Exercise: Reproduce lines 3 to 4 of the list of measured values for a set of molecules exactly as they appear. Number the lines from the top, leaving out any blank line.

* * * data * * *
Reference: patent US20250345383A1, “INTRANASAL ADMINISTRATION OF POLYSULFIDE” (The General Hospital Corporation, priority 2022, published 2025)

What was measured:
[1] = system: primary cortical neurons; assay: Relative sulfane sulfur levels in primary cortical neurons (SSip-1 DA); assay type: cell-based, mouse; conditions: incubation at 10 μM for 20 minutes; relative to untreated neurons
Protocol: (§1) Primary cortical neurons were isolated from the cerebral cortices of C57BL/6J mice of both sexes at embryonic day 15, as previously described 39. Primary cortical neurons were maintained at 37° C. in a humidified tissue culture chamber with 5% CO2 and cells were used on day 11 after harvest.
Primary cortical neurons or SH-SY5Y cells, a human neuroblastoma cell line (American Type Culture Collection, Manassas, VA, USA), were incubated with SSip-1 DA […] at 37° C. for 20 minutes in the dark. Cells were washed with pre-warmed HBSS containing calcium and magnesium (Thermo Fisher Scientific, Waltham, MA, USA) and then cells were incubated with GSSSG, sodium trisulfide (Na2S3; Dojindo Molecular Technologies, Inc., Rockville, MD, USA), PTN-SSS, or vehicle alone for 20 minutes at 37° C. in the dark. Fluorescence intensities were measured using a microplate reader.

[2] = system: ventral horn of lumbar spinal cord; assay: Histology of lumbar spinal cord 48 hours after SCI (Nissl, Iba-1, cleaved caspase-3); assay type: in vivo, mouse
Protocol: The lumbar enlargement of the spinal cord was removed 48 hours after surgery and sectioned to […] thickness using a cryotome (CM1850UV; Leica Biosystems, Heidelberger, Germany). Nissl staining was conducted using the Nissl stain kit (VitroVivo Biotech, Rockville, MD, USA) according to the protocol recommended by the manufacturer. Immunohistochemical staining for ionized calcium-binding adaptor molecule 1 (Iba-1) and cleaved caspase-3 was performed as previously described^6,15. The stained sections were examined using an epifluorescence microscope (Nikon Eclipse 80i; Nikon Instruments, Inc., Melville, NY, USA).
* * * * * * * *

[1] = system: primary cortical neurons; assay: Relative sulfane sulfur levels in primary cortical neurons (SSip-1 DA); assay type: cell-based, mouse; conditions: incubation at 10 μM for 20 minutes; relative to untreated neurons
Protocol: (§1) Primary cortical neurons were isolated from the cerebral cortices of C57BL/6J mice of both sexes at embryonic day 15, as previously described 39. Primary cortical neurons were maintained at 37° C. in a humidified tissue culture chamber with 5% CO2 and cells were used on day 11 after harvest.